GAC-GNSO Consultation Group on GAC Early Engagement in GNSO Policy Development Processes
As a practical matter, the development of policy proposals by the GNSO and the development of GAC public policy advice have followed separate processes, occasionally yielding different (and potentially inconsistent) results for the ICANN Board to consider. The GAC is structured under the ICANN Bylaws to provide advice to the Board. A timing difficulty arises because the GNSO PDP reaches the Board at the final stage of the GNSO policy-deliberation process and it may only be at that time that the GAC turns its attention to the GNSO’s work. Only then does the Board request GAC advice, which is an example of a process that appears to need review and improvement.
The amount of time available for the GAC to provide advice varies depending on the issue. The period of review and deliberations by the GAC often necessarily requires public policy consultations within the over 130 national administrations currently participating in the GAC. Furthermore, the GAC’s process for taking consensus-based decisions takes place during its three face to face meetings a year, consults primarily with the ICANN Board, and often during the concluding stages of a GNSO policy development process.
These processes significantly extend the period for policy approval and implementation and it is quite possible for the GAC ultimately to take a different position from the GNSO and advise the Board against implementing the results of often long and detailed policy-making processes. Resolving those conflicting positions further delays the process and may be seen as undermining past efforts that have been ongoing for quite some time.
This issue has been identified by, the GAC-Board Joint Working Group (JWG), Accountability and Transparency Review Team 1 (ATRT), Board-GAC Recommendation Implementation Working Group (BGRI-WG) and most recently is within the draft recommendations of ATRT2.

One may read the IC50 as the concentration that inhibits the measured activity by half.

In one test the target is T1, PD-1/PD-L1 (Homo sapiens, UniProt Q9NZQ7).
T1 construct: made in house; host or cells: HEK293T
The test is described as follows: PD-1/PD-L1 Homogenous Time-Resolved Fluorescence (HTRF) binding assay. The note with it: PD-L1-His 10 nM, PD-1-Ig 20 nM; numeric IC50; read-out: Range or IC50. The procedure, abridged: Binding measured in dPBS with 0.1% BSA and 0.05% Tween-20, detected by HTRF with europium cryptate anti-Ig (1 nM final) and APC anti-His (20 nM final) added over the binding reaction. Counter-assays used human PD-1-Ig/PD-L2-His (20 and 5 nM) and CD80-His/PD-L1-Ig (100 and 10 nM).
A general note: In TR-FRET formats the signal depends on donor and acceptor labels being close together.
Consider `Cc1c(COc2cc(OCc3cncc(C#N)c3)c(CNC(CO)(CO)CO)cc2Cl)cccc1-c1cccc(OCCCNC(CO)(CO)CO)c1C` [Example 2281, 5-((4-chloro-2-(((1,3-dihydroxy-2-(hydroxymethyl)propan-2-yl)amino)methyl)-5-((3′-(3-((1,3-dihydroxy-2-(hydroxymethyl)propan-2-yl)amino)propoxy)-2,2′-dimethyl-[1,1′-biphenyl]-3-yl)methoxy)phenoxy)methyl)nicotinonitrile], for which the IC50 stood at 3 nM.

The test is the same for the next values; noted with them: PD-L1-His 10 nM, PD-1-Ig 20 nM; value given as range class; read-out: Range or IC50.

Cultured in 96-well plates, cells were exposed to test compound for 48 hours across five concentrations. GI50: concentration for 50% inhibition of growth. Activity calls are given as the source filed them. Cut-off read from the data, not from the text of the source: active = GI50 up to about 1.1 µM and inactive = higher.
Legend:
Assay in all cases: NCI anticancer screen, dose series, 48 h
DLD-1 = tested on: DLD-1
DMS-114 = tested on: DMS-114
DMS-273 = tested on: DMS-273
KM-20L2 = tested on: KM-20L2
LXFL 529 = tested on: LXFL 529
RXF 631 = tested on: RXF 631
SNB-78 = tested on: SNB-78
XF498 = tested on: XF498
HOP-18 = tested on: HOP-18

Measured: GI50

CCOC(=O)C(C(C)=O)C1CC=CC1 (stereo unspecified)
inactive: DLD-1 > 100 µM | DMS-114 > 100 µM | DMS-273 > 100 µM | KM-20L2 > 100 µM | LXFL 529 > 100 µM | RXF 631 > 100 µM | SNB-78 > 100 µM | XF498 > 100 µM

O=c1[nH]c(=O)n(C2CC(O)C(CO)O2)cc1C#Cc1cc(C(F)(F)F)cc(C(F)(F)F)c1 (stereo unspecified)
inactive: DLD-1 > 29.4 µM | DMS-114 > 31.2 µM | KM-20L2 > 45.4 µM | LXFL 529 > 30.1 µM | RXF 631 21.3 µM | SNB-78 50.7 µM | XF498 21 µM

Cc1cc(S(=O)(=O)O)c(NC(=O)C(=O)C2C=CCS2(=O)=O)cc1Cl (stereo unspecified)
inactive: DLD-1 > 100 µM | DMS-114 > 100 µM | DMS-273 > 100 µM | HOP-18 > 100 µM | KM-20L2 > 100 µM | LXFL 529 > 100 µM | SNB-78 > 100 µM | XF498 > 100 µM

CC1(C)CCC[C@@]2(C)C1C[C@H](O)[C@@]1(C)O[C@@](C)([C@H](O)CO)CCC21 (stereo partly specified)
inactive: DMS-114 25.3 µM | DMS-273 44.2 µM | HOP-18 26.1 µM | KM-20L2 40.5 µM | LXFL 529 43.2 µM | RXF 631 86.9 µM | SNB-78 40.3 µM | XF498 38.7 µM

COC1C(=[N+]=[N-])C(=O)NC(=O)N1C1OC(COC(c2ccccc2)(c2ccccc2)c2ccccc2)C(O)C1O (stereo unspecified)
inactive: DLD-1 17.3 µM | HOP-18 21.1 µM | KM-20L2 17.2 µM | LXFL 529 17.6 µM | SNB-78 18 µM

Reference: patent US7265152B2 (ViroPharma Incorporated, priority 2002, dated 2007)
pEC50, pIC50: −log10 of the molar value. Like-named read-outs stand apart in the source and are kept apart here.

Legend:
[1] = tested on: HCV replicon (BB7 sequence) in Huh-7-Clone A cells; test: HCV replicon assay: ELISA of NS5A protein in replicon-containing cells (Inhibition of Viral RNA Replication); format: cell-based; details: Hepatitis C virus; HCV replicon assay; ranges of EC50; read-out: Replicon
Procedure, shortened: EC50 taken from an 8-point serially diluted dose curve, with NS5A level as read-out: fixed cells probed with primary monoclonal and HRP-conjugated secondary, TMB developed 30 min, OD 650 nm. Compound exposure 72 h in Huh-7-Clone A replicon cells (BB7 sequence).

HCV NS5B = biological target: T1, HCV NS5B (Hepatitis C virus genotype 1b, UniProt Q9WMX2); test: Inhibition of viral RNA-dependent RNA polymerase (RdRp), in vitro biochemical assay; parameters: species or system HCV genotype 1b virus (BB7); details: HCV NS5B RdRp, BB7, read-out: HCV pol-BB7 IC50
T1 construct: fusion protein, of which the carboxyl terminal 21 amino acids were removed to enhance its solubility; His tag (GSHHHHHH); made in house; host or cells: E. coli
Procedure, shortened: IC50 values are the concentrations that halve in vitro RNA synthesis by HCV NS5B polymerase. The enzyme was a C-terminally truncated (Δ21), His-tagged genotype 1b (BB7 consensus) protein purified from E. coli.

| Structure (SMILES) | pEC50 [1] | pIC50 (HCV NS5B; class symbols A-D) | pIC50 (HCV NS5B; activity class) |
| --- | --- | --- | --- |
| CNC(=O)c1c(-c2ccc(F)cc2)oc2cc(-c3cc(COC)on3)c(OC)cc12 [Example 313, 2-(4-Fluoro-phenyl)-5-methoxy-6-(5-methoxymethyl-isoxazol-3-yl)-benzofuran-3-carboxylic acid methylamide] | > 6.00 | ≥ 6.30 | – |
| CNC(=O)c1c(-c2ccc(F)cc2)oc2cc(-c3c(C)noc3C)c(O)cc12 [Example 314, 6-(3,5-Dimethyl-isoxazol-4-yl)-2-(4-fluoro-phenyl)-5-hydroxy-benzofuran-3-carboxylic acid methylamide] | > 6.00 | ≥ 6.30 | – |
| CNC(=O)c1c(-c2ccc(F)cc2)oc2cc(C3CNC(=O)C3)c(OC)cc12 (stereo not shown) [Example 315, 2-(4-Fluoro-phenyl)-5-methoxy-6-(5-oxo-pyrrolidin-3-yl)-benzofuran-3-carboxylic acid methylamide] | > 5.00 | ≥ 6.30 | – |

In all cases the recommendations were to Engage the GAC Early within the GNSO PDP. Thus, the need is agreed, the means is not yet agreed, hence the implementation is delayed.
How does not solving this problem get in the way of achieving ICANN's objectives?
Not solving the problem means that we/ICANN have not addressed an ATRT1 Recommendation, which we/ICANN have endorsed as having merit.
The larger or longer term implication is that ICANN's PDPs fail to take government public policy concerns into sufficient account at an early stage so they can be incorporated into the proposals that are forwarded to the Board for approval.
Specifically, not solving the problem implies:
- Delay in approving GNSO proposals
- trying to resolve conflicting views within a pressing timeframe,
- getting into Board-GAC consultation as mandated by ICANN bylaws should the Board decides not to follow the GAC advice, …etc
- The Board is put at a difficult situation when GAC advice is not in agreement with GNSO’s proposal,
- trying to find some common ground,
- following GNSO proposal, which implies ignoring GAC advice and mandates going through a Board-GAC consultation period, and meanwhile delaying further progress
- following GAC advice, which implies ignoring time, effort and proposal put forward by the GNSO
- Not utilizing the multi-stakeholder nature of the organization and benefiting from cross-constituencies discussions
- Not fully implementing ATRT recommendations
Value to be gained